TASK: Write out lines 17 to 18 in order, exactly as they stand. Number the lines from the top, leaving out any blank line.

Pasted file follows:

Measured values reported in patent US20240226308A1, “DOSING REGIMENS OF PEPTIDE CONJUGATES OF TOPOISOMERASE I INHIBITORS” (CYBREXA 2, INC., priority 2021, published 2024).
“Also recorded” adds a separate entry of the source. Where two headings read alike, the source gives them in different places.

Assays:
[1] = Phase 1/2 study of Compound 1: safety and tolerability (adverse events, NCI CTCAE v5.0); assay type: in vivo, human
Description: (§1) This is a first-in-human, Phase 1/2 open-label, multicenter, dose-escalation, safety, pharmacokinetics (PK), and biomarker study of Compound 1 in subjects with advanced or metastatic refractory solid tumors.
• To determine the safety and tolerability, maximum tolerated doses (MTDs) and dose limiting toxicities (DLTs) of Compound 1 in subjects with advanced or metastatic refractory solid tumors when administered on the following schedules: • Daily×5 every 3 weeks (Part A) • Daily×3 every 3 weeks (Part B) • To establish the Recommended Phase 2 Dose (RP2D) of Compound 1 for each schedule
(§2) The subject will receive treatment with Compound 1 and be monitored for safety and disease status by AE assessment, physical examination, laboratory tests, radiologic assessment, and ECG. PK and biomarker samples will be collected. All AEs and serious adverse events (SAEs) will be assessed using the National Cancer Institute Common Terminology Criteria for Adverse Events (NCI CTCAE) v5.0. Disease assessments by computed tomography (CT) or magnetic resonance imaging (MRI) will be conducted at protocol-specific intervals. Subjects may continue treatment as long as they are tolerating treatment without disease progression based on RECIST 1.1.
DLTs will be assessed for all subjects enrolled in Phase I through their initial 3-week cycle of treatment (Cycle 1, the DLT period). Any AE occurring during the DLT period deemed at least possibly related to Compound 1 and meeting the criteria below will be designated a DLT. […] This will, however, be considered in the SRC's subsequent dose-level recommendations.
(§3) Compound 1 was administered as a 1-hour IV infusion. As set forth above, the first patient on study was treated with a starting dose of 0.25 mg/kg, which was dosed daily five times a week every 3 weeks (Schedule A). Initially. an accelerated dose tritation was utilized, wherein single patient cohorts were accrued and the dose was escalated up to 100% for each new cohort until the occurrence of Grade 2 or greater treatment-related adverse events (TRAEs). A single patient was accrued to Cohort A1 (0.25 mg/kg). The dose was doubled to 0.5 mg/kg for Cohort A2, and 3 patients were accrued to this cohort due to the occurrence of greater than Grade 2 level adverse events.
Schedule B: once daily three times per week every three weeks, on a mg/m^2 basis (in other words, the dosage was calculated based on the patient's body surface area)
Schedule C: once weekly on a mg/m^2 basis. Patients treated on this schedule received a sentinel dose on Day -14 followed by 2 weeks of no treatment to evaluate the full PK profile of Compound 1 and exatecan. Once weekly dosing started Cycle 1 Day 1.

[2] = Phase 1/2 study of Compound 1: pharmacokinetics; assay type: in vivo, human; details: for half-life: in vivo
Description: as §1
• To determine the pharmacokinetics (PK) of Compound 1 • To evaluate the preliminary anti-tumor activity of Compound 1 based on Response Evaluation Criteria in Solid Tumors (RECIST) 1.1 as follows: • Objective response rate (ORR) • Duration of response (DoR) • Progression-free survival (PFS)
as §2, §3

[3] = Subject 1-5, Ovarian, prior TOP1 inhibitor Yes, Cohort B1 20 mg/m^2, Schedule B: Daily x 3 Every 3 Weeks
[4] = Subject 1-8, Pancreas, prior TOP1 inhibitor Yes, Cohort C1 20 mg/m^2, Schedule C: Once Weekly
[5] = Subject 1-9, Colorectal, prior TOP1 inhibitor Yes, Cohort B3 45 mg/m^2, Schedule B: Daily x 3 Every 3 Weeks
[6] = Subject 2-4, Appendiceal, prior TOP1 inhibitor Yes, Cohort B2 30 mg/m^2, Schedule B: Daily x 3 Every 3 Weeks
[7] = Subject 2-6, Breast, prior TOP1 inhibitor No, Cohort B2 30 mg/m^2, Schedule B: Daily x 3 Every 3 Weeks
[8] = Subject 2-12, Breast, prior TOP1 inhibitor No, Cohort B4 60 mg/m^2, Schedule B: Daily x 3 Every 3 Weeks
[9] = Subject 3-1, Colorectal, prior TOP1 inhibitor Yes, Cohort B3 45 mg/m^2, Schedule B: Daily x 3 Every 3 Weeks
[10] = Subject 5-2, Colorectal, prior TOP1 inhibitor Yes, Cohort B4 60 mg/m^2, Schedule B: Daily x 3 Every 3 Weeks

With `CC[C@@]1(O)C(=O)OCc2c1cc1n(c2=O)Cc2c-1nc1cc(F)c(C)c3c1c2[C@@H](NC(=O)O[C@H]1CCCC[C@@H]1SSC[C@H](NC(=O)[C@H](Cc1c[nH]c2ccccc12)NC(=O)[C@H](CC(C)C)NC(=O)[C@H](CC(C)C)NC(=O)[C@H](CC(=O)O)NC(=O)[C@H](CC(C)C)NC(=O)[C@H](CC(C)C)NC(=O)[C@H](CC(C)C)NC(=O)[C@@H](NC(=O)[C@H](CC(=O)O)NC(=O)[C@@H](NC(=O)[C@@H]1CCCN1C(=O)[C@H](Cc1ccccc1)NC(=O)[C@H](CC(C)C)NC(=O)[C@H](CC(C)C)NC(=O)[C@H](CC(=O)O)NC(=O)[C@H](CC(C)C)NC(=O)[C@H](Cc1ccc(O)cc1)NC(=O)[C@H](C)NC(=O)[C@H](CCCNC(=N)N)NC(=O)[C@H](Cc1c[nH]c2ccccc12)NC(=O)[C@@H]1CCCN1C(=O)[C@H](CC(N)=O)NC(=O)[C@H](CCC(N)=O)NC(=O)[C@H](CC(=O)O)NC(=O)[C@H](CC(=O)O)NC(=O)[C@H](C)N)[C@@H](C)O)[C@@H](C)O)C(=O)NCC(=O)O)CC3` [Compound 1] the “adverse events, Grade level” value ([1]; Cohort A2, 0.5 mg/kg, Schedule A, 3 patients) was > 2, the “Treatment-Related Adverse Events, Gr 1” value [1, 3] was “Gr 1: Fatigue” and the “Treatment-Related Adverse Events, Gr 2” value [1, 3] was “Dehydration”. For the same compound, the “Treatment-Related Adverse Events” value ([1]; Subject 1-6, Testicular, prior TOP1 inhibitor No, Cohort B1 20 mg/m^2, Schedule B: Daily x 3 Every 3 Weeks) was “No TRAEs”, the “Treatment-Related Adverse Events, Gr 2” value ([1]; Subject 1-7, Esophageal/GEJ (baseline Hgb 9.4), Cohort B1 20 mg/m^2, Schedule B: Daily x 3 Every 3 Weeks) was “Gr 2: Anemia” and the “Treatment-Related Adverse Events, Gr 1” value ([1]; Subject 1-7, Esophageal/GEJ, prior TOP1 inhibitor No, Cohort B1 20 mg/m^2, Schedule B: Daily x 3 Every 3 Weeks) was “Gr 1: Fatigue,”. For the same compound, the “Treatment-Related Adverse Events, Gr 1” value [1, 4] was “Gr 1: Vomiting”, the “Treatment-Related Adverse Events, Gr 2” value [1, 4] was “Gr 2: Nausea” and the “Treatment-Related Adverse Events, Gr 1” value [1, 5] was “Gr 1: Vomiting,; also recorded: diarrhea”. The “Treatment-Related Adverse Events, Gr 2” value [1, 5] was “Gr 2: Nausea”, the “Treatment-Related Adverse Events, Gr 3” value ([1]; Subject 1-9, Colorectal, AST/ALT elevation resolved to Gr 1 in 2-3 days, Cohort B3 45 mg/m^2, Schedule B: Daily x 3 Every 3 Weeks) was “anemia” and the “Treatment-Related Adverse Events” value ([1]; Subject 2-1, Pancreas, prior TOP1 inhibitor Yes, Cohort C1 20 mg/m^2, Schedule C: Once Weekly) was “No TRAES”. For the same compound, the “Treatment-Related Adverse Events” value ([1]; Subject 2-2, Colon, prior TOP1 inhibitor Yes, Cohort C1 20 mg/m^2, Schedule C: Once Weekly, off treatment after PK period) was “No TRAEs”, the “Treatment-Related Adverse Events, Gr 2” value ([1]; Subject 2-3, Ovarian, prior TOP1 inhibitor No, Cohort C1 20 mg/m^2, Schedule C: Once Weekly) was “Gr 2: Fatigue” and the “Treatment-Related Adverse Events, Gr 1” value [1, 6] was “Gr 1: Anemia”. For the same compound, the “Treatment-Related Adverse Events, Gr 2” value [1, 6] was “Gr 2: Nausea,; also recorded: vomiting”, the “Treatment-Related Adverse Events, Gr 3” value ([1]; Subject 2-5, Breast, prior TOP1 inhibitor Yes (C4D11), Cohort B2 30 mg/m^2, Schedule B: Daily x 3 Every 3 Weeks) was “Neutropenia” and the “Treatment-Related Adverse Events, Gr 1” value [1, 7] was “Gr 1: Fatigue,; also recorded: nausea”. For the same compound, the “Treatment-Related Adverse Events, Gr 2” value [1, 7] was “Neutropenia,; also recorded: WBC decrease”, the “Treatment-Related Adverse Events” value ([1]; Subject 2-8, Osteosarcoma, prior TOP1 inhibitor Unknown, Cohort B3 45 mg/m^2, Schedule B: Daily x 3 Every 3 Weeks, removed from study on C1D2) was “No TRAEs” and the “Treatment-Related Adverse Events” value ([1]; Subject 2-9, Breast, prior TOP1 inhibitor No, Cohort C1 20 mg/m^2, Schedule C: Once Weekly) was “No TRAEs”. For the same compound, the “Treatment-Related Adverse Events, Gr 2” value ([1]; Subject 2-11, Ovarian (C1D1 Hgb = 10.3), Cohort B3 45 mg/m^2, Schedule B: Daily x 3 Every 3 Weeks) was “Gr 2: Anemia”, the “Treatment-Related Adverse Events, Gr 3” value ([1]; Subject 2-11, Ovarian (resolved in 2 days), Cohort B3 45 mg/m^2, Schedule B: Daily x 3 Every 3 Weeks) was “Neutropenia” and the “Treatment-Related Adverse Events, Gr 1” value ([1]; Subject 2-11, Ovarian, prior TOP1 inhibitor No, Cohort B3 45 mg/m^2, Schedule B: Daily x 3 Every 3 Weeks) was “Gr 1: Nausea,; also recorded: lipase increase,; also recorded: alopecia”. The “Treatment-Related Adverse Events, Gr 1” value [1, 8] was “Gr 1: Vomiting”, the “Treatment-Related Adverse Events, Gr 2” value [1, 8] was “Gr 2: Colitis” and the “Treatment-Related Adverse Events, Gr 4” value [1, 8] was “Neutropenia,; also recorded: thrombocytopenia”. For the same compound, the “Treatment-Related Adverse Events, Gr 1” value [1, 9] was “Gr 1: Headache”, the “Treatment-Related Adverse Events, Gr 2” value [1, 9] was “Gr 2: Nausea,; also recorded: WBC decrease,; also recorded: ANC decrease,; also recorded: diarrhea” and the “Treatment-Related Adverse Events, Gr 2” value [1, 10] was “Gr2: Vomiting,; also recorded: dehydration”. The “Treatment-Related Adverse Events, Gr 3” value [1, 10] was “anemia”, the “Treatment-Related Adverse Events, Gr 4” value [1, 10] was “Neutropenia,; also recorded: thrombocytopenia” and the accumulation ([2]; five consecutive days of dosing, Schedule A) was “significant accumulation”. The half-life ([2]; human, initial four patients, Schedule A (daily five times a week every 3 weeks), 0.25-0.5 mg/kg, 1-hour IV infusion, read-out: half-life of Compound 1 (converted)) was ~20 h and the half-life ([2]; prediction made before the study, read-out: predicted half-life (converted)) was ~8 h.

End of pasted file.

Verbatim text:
[4] = Subject 1-8, Pancreas, prior TOP1 inhibitor Yes, Cohort C1 20 mg/m^2, Schedule C: Once Weekly
[5] = Subject 1-9, Colorectal, prior TOP1 inhibitor Yes, Cohort B3 45 mg/m^2, Schedule B: Daily x 3 Every 3 Weeks